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If you're an appliance manufacturer looking for fresh ideas, how do you find them? Probably not by letting strangers hack up your finished products, right? Actually, that's exactly what GE did earlier this month.
GE held its FirstBuild Mega Hackathon at the FirstBuild Microfactory in Louisville, Kentucky. The hackathon lasted 33 hours and involved over 200 designers, engineers, and makers. The event yielded more than 30 design concepts and awarded in excess of $60,000 to the winners.
The winning designs included an oven fine-tuned to roast coffee beans, a voice-controlled water dispenser, and a smart slow cooker with a built-in webcam. All of the designs were created by hacking conventional, commercially available GE appliances.
"The House Roast," as The Roasters team called its hacked oven, uses an Arduino controller to automatically adjust oven temperature and roast coffee beans the same way a traditional coffee roaster would. As for the water dispenser, the Fix of Water team made a mobile app for smartphones and tablets that can interpret voice commands.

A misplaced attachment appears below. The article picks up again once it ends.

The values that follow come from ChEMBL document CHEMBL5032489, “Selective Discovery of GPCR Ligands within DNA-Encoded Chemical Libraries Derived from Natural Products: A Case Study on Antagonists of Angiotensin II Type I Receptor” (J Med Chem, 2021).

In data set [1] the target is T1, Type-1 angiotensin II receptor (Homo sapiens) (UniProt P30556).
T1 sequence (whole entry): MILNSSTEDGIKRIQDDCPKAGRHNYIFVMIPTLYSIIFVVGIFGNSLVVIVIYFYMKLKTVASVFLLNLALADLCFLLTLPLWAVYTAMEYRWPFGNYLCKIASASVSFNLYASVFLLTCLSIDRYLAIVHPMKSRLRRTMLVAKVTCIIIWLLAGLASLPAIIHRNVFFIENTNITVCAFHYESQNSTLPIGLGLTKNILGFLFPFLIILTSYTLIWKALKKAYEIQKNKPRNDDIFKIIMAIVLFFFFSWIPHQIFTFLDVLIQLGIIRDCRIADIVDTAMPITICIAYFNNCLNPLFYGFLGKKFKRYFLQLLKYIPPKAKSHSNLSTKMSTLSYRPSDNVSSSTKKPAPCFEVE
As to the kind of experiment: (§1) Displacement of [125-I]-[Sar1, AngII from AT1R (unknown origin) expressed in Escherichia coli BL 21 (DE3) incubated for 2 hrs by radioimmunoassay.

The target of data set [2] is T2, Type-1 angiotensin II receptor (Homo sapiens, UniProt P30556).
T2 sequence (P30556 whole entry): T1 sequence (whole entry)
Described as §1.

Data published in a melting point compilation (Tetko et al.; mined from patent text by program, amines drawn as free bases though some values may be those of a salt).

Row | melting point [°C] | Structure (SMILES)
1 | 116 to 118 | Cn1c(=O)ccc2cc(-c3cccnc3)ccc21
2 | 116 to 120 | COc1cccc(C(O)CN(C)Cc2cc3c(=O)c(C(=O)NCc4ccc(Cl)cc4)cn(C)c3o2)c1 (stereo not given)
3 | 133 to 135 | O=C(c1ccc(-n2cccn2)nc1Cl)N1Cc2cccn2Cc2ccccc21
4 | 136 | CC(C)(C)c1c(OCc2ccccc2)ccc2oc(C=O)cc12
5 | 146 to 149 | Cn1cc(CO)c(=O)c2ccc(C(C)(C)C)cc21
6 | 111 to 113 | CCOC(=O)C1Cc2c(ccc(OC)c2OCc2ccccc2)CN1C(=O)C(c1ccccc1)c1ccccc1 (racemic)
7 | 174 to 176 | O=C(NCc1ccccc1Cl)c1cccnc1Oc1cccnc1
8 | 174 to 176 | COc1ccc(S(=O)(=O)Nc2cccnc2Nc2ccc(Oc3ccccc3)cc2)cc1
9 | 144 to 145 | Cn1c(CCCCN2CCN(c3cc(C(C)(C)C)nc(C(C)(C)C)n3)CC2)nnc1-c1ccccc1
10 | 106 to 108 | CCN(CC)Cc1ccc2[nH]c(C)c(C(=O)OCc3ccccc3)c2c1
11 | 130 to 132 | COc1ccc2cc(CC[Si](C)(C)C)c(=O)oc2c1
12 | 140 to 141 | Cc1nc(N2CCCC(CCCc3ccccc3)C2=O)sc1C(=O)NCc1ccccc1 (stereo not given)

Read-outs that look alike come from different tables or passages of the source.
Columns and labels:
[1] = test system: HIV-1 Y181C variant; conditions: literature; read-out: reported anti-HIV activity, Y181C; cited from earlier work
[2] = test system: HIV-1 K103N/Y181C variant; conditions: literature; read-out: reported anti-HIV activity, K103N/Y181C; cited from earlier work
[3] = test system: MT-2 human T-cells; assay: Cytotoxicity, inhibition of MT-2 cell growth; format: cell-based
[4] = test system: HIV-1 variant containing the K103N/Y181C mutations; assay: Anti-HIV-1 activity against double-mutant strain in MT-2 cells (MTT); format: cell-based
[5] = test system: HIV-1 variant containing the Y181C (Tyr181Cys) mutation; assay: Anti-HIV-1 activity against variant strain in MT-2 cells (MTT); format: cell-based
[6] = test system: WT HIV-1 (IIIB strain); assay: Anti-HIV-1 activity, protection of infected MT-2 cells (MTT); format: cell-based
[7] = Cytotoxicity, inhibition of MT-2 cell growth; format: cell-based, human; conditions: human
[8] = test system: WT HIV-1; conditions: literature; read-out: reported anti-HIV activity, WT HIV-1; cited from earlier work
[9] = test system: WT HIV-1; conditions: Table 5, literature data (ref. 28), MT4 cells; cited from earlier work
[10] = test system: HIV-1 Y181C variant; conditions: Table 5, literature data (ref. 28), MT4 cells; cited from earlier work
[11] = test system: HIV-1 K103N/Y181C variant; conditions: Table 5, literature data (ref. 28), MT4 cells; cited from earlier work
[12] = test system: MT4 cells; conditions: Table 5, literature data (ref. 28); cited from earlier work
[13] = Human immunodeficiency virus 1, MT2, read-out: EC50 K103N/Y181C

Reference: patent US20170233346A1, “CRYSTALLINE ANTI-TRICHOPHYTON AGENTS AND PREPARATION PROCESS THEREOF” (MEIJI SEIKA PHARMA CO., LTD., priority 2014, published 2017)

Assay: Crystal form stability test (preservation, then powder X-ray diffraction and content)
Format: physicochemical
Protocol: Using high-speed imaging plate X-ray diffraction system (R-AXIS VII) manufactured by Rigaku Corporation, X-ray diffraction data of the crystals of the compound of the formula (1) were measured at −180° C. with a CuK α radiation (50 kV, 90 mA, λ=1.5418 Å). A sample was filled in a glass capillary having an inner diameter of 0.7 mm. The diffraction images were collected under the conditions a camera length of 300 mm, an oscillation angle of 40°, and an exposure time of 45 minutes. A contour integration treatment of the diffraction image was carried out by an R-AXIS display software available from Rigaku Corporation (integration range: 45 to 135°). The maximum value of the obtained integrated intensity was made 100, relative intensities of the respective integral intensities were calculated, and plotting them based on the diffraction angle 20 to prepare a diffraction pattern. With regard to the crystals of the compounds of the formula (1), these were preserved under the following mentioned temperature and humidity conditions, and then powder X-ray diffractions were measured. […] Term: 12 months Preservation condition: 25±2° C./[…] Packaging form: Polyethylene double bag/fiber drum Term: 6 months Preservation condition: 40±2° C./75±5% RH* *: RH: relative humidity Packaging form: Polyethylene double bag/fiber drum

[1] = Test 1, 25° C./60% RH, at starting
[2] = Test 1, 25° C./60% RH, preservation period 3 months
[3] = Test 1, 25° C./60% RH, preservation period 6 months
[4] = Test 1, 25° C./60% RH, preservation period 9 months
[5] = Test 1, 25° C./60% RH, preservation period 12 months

Voice control might not be a terribly useful feature on a water dispenser, but the design was intended more as a proof-of-concept for how we might one day control appliances with our voices.
And while Crock-Pot and Belkin have already teamed up to offer a smart slow cooker, the Crock Watch concept goes a step further by placing a webcam inside the cooker. The Crock Watch can be controlled through a mobile app, and the live video feed completely eliminates any guesswork about when to turn off the cooker.
FirstBuild is all about creating the appliances of the future, but hopefully some of these ideas will become a reality sooner rather than later. You can browse all of the Hackathon designs and vote for your favorites at the FirstBuild site, including everything from a safer tea kettle to a smarter laundry sensor.
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